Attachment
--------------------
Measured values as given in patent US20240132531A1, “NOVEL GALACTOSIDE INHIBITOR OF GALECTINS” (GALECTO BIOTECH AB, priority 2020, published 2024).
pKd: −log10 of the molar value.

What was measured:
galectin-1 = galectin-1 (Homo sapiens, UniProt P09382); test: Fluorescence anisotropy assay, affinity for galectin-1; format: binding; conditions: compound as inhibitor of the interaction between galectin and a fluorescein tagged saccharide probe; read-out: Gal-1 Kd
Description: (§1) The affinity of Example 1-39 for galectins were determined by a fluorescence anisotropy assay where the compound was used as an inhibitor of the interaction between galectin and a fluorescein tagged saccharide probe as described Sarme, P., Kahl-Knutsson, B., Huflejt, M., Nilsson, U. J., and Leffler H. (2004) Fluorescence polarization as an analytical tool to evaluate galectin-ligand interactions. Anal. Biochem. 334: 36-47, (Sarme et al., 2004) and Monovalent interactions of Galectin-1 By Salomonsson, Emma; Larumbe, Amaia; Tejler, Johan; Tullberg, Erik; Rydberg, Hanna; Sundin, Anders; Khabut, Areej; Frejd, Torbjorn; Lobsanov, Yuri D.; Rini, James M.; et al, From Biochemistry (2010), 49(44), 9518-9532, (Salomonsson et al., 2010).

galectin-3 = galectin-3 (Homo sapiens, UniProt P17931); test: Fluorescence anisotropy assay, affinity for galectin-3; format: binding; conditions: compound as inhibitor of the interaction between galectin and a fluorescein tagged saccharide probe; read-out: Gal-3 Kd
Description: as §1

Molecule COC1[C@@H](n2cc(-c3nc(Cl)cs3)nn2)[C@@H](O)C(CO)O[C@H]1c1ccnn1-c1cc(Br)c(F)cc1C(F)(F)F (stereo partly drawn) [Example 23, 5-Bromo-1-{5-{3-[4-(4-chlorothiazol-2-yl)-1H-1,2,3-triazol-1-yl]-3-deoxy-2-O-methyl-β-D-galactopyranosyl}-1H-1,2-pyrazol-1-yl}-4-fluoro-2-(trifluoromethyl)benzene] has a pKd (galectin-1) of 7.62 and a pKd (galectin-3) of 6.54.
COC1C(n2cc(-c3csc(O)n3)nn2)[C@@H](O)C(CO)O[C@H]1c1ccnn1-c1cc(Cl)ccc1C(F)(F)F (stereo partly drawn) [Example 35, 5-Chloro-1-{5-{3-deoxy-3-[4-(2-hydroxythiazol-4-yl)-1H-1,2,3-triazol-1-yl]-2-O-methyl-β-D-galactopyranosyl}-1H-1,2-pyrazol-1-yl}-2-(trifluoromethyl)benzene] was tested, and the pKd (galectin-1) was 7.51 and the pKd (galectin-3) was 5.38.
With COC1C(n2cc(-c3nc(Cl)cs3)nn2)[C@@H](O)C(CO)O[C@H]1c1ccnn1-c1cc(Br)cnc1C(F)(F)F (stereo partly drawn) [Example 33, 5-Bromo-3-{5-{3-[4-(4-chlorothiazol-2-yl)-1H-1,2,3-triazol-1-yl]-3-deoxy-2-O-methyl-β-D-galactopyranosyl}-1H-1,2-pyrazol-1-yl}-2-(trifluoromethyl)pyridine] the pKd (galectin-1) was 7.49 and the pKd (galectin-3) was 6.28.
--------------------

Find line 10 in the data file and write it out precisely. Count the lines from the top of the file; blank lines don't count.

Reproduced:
With COC1C(n2cc(-c3nc(Cl)cs3)nn2)[C@@H](O)C(CO)O[C@H]1c1ccnn1-c1cc(Br)cnc1C(F)(F)F (stereo partly drawn) [Example 33, 5-Bromo-3-{5-{3-[4-(4-chlorothiazol-2-yl)-1H-1,2,3-triazol-1-yl]-3-deoxy-2-O-methyl-β-D-galactopyranosyl}-1H-1,2-pyrazol-1-yl}-2-(trifluoromethyl)pyridine] the pKd (galectin-1) was 7.49 and the pKd (galectin-3) was 6.28.